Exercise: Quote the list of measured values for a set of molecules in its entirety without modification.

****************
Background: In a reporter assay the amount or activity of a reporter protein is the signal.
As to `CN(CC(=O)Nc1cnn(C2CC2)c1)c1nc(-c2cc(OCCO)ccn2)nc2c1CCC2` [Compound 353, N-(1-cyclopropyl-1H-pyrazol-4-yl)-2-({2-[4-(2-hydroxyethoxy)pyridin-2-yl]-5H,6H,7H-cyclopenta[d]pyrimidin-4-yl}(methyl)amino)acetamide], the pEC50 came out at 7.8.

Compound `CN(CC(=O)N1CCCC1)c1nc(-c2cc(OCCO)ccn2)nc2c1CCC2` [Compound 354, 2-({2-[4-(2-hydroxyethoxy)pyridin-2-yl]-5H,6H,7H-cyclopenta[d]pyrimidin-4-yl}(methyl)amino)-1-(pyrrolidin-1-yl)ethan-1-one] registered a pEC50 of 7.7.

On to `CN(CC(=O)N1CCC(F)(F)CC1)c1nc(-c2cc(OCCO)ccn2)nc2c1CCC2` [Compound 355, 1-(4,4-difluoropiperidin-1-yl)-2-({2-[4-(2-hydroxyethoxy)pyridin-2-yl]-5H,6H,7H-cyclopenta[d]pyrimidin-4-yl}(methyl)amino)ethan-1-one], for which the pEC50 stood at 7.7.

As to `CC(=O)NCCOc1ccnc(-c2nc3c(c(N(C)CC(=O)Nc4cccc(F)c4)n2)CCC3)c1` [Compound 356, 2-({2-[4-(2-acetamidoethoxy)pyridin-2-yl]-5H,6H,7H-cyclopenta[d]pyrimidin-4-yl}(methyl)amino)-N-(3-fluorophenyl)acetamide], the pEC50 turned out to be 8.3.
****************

Background: In a reporter assay the amount or activity of a reporter protein is the signal.
As to `CN(CC(=O)Nc1cnn(C2CC2)c1)c1nc(-c2cc(OCCO)ccn2)nc2c1CCC2` [Compound 353, N-(1-cyclopropyl-1H-pyrazol-4-yl)-2-({2-[4-(2-hydroxyethoxy)pyridin-2-yl]-5H,6H,7H-cyclopenta[d]pyrimidin-4-yl}(methyl)amino)acetamide], the pEC50 came out at 7.8.

Compound `CN(CC(=O)N1CCCC1)c1nc(-c2cc(OCCO)ccn2)nc2c1CCC2` [Compound 354, 2-({2-[4-(2-hydroxyethoxy)pyridin-2-yl]-5H,6H,7H-cyclopenta[d]pyrimidin-4-yl}(methyl)amino)-1-(pyrrolidin-1-yl)ethan-1-one] registered a pEC50 of 7.7.

On to `CN(CC(=O)N1CCC(F)(F)CC1)c1nc(-c2cc(OCCO)ccn2)nc2c1CCC2` [Compound 355, 1-(4,4-difluoropiperidin-1-yl)-2-({2-[4-(2-hydroxyethoxy)pyridin-2-yl]-5H,6H,7H-cyclopenta[d]pyrimidin-4-yl}(methyl)amino)ethan-1-one], for which the pEC50 stood at 7.7.

As to `CC(=O)NCCOc1ccnc(-c2nc3c(c(N(C)CC(=O)Nc4cccc(F)c4)n2)CCC3)c1` [Compound 356, 2-({2-[4-(2-acetamidoethoxy)pyridin-2-yl]-5H,6H,7H-cyclopenta[d]pyrimidin-4-yl}(methyl)amino)-N-(3-fluorophenyl)acetamide], the pEC50 turned out to be 8.3.